windmill near Cuero|
may be a bitter pill for some Texans to swallow, but the windmill was not invented
in Texas. Neither was the Colt revolver. Ditto barbed
All three are Texas icons credited
with taming the wild west, making the land inhabitable and improving the cattle
industry. Texas would have had a hard time without
any of those three items, but none are Texas natives.
wire was invented in Illinois, allegedly by a farmer attempting to keep chickens
out of his wife's garden The Colt revolver and the windmill were both invented
in - gasp! - Connecticut.
the three, windmill is the one that probably gets the least credit for doing the
most work. Here in Central
Texas you still find a few working windmills, but a lot of the ones that endure
here do so more out of sentiment and aesthetics than need.|
In all those
old Western movies, the Colt .45 and even barbed
wire often had starring roles but windmills just stood there and looked iconic.
"I do not remember ever seeing John Wayne or any other cowboy hero pulling sucker
rod or pipe from a well," West Texas
writer Elmer Kelton noted in 1992, adding that windmills served as an introduction
to any machinery more complicated than a coffee grinder for many an old time cowboy.
that's true to some extent in nearly all of Texas,
it was especially true in West Texas,
where much of the land would still be uninhabitable if Connecticut Yankee Daniel
Halladay hadn't figured out a way to turn a mill into a windmill in 1854. The
key turned out to be the addition of a vane that directed the wheel into the wind.|
Some inventions don't change much over time because the inventor gets it
right the first time. Halladay's invention fits that category. The first wheels
were made of wood radiating from a horizontal shaft and set at angles to the wind.
The biggest advancement came when manufacturers began building galvanized steel
wheels in 1888.
Other than that, the windmill still works basically the
same way Halladay designed it. The wind turns the wheel and a gear box moves sucker
rods up and down inside a vertical pipe. Valves open and close in concert with
the movement of the sucker rods, and that draws the water out of the ground. That's
the bumper sticker version, but you get the idea.
The whole thing was
set on a four-legged wooden tower that a good crew could construct over a well
in a day. Of course, an important part of erecting a windmill was to know where
the water was and how deep the sucker rods had to extend to reach the water table.
If windmills hadn't done the work, especially on the Great
Plains and in the arid West, the
work wouldn't have got done.
except in the most arid and isolated areas, the windmill often does little more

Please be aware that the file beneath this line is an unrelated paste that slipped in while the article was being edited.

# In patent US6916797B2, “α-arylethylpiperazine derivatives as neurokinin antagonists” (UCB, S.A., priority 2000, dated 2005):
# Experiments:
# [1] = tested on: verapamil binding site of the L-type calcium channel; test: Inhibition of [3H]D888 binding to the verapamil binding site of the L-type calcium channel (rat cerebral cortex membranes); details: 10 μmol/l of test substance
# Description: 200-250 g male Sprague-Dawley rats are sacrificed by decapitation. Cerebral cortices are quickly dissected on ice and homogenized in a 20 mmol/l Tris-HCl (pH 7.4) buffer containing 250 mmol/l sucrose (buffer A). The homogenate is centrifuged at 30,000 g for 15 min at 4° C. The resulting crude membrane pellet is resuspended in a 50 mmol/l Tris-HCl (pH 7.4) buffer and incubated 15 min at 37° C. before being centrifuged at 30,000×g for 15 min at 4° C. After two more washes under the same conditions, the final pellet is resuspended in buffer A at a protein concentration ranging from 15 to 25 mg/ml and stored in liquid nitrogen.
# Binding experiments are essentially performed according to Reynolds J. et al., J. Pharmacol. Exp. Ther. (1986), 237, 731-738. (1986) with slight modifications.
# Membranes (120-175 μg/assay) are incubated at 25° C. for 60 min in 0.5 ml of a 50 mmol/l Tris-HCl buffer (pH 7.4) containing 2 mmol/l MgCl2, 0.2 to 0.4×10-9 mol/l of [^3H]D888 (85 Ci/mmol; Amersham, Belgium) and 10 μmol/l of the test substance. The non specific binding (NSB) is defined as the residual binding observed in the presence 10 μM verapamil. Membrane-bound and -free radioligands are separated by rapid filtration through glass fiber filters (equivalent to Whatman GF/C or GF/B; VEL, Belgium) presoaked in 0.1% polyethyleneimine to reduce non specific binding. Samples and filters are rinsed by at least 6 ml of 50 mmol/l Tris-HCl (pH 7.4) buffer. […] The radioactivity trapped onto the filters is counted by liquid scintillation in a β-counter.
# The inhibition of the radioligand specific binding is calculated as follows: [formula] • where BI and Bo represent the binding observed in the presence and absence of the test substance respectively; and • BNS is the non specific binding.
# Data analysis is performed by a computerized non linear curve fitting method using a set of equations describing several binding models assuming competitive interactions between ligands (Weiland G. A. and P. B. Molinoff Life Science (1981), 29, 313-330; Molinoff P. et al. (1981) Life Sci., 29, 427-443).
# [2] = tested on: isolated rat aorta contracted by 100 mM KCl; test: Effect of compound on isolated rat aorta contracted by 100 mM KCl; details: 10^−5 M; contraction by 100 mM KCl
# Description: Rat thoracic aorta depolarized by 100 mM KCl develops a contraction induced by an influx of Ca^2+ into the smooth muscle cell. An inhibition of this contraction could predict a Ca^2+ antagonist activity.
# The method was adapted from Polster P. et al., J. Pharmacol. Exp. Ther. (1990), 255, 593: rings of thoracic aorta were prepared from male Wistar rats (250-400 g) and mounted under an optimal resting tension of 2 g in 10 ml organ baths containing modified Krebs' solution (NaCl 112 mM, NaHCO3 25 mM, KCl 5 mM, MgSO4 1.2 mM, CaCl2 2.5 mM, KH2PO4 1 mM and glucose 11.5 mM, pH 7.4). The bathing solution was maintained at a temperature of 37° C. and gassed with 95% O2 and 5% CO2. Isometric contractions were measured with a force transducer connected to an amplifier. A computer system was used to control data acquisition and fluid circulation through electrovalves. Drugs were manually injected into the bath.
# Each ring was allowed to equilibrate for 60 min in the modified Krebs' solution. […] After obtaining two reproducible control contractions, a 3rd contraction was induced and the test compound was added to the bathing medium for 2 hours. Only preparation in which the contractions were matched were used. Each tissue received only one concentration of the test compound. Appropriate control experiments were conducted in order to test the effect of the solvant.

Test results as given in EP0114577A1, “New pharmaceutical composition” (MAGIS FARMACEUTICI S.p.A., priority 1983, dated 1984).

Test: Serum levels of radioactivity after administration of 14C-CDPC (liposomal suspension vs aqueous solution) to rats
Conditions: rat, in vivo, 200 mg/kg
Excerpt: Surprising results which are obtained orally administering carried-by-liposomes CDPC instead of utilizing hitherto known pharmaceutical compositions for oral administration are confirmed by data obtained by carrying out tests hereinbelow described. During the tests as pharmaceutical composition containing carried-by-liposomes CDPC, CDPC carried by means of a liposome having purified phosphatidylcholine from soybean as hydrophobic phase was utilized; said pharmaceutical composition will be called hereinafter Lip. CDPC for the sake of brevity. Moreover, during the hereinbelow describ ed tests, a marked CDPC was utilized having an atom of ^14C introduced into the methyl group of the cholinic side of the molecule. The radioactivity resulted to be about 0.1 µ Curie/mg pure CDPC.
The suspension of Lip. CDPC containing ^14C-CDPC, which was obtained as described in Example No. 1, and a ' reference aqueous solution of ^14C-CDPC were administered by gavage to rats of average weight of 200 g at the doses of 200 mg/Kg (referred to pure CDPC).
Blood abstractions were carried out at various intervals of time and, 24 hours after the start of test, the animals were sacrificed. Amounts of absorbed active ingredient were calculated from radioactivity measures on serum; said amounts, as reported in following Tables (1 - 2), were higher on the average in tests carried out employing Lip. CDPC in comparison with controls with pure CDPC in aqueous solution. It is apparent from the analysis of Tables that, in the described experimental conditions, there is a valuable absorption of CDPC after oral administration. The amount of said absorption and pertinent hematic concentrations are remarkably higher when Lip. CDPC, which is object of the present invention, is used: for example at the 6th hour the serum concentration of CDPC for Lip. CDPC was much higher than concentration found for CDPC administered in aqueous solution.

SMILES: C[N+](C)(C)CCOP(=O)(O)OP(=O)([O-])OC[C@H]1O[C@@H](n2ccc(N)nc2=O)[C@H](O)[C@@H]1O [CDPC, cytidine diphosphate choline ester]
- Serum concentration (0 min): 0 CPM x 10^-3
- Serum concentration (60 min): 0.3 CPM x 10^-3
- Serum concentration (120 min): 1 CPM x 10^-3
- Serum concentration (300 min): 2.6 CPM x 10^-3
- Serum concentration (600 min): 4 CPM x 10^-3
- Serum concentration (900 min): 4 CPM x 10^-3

than look picturesque, and it's good at doing that. Windmills remain a favorite
subject of painters and photographers and people who like their scenery spiced
with a touch of romance. Windmills represent a blast from the past, suggesting
as they do the primitive and isolated way of life that settlers lived.|
"Texans have always expressed a particular fondness for old windmills," E. Dan
Klepper wrote in his essay, "Sail Ribs and Tailbones." "Windmills are the desert's
handmaidens and signal the possibility of life in landscapes seemingly barren
of comfort or overwhelmed by isolation. Their integration into the Texas
profile is so complete that it is difficult to imagine the land having ever been
enough. A Texas without windmills is as hard to imagine
as open range. The day of open range is long gone, thanks in large part to barbed
wire and the windmill. Windmills made it possible for ranchers
to fence their land and keep cattle
in different pastures, instead of grazing practices dictated by the location of
surface water. That enabled cattle
raisers to cross breed cattle, which gave us shorthorns, Herefords and other
breeds, which has helped keep ranchers
and butchers busy for all these years.|
Non-native Texans like to say
they weren't born in Texas but got here as fast as
they could. The same could be said of the windmill, because here is where it found
its most receptive market. In 1928, manufacturers produced 99,050 units a year
and exported 26,000 of them. Half of the remaining windmills were sold in Texas.
The XIT Ranch
in the Texas Panhandle at one
time had 335 functioning windmills.
The world's tallest windmill was located
on the XIT,
but the wind giveth and the wind taketh away. The big windmill was toppled by
- what else? - the wind in 1926.
from Central Texas"
October 16, 2005 column
Family windmill in
photo courtesy Bob Walker
It [windmill above] was on our farm in Lubbock,
Texas in the late 1930s and early 1940s. The tank was a converted oilfield
boiler manufactured by my father. As six and seven year-old children, we would
climb the windmill, scoot across the small pipe, and swim in the tank. - Bob
Walker, A Texan in Florida, December 20, 2005 |
farm in Tolar|
courtesy Sam Fenstermacher 2004
took this photo at an oasis in Big
Bend National Park. It is a functional windmill. There is a plaque
there stating that it was once a watering hole for travelers." - George Lester,
June 13, 2004|
in Rule, Texas. Photo courtesy Rule
Chamber of Commerce|
Life on a Small Spread by C. F. Eckhardt
Cowboyin' ain't all it's
cracked up to be. It's not all horsebackin' and branding and Saturday night at
the dance hall. Herewith a view of some of the cowboy chores Roy and Gene never
did in the Saturday matinee... Truly the windmill-powered waterpump with its huge
fan atop a spidery wooden or metal tower is one of the great symbols of the American
plains, from Texas to North Dakota and beyond. Unfortunately, the windmill is
a mechanical device. All mechanical devices have to be, from time to time, oiled
or greased... more